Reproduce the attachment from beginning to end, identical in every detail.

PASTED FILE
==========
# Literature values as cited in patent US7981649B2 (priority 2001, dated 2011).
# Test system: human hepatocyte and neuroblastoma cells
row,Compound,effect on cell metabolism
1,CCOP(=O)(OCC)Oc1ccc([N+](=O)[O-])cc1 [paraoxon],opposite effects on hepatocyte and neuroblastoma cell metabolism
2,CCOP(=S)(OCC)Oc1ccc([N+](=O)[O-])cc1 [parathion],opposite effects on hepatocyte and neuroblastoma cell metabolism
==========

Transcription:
# Literature values as cited in patent US7981649B2 (priority 2001, dated 2011).
# Test system: human hepatocyte and neuroblastoma cells
row,Compound,effect on cell metabolism
1,CCOP(=O)(OCC)Oc1ccc([N+](=O)[O-])cc1 [paraoxon],opposite effects on hepatocyte and neuroblastoma cell metabolism
2,CCOP(=S)(OCC)Oc1ccc([N+](=O)[O-])cc1 [parathion],opposite effects on hepatocyte and neuroblastoma cell metabolism